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Constitutional Glossary

The Constitution was written in the English of its day. Given that English, unlike Latin, is a living language, the meaning of many words has evolved in the intervening 225 plus years. Accordingly, in order to understand to original intent of the Framers, one must appreciate the words as they meant at the time of their use. Our Constitutional Glossary provides a collection of words used in the Constitution and their definitions as compiled in Noah Webster's 1828 American Dictionary of the American Language (New York: Published by S. Converse and printed by Hezekiah Howe - New Haven)

Webster's 1828 dictionary is the closest contemprary dictionary to the time of the writing of the Constitution and, therefore, provides us the most accurate representation available of the Constitution's words and their meaning.

Note: This is not a 100% complete listing but rather an arbitrary selection of what we believe to be significant words. Additionally, it is a work in progress and will be expanded as time permits.

Go to the Constitutional Glossary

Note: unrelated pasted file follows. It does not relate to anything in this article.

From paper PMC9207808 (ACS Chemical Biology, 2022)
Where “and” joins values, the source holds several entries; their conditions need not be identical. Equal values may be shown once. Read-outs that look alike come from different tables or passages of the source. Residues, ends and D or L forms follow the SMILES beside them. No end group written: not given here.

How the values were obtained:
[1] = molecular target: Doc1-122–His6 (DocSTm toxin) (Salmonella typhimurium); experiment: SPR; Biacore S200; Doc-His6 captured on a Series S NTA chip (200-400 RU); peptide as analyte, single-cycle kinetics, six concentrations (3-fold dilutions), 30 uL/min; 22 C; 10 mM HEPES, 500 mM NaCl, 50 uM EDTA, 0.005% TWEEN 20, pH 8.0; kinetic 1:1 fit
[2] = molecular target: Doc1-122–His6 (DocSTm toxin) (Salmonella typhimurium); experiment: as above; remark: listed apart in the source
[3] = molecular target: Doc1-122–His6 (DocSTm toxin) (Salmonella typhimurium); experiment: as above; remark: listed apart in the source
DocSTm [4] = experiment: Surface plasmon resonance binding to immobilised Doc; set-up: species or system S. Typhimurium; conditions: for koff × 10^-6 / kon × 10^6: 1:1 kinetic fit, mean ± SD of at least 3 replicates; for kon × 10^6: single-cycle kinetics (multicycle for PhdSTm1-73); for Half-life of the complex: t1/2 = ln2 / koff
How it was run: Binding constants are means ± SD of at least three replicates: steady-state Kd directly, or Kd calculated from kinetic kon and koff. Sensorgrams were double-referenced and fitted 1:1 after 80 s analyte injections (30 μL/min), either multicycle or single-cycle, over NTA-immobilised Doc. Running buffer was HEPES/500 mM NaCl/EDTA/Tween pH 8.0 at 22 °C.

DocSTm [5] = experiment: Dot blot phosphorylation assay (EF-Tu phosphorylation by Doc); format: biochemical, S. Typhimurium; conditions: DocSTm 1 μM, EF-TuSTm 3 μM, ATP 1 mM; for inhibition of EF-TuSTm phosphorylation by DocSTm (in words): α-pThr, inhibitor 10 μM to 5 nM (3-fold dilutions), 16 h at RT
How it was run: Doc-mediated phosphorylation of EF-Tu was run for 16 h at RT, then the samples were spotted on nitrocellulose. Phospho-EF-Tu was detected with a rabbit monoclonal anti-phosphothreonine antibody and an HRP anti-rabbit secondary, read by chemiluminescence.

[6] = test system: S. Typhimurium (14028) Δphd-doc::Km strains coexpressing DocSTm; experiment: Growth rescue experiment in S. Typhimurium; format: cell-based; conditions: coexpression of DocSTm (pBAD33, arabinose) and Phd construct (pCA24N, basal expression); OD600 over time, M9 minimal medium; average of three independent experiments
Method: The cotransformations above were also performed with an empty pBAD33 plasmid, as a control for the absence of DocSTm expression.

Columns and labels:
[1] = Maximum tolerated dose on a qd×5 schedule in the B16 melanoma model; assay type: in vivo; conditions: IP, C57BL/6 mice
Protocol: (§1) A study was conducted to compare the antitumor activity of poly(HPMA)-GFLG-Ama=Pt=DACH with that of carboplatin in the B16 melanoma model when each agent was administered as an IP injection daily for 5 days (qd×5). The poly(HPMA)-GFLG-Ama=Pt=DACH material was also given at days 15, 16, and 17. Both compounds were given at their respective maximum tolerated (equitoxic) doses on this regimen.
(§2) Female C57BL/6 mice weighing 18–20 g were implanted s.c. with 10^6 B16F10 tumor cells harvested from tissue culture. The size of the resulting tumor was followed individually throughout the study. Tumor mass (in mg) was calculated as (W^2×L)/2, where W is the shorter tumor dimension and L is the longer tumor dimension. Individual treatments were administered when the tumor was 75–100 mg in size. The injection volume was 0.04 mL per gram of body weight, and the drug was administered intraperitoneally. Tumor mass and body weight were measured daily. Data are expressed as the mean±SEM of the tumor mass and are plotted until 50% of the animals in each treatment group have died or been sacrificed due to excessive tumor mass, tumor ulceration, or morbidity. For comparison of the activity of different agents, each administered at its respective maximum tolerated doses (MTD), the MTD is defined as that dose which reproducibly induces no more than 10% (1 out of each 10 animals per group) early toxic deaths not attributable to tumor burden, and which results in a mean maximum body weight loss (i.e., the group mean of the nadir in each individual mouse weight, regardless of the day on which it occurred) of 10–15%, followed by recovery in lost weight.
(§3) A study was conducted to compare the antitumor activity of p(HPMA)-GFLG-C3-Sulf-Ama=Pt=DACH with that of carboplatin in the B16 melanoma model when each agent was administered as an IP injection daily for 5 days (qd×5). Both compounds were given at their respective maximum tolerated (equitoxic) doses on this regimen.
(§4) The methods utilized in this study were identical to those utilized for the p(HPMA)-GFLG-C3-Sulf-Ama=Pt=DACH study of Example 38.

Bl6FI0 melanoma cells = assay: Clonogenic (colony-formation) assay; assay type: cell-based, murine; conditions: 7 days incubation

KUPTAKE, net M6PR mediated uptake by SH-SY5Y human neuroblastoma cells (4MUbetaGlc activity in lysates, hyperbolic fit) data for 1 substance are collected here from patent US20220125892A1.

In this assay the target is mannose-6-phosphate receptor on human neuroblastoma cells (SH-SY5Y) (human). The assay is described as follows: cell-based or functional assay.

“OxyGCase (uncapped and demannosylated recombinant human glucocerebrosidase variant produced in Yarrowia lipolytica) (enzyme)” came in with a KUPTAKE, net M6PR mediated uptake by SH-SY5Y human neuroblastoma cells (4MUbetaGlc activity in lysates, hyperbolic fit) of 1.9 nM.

Notable Quotes

The Constitution of the United States is a law for rulers and people, equally in war and peace, and covers with the shield of its protection all classes of men, at all times, and under all circumstances. No doctrine involving more pernicious consequences was ever invented by the wit of man than that any of its provisions can be suspended during any of the great exigencies of government. Such a doctrine leads directly to anarchy or despotism….

David Davis (1815-1886), U.S. Supreme Court justice.

Founder's Quotes

And can the liberties of a nation be thought secure when we have removed their only firm basis, a conviction in the minds of the people that these liberties are the gift of God? That they are not to be violated but with his wrath? Indeed I tremble for my country when I reflect that God is just: that his justice cannot sleep for ever.

Thomas Jefferson, Notes on the State of Virginia, Query 18, 1781

Did You Know?

Chief Justice John Marshall admitted, in the Barron v. Baltimore decision, that the Bill of Rights did not affect the powers of the States, but only those of the federal government.

A Government of Laws...

In the government of this Commonwealth, the legislative department shall never exercise the executive and judicial powers, or either of them; the executive shall never exercise the legislative or judicial powers, or either of them; the judicial shall never exercise the legislative and executive powers, or either of them; to the end that it may be a government of laws and not of men.

Constitution of the Commonwealth of Massachusetts, A.D. 1780

Term Limit Congress
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A Book You Should Read

From Parchment to Power: How James Madison Used the Bill of Rights to Save the Constitution, Robert A. Goldwin (Washington: American Enterprise Institute, 1997)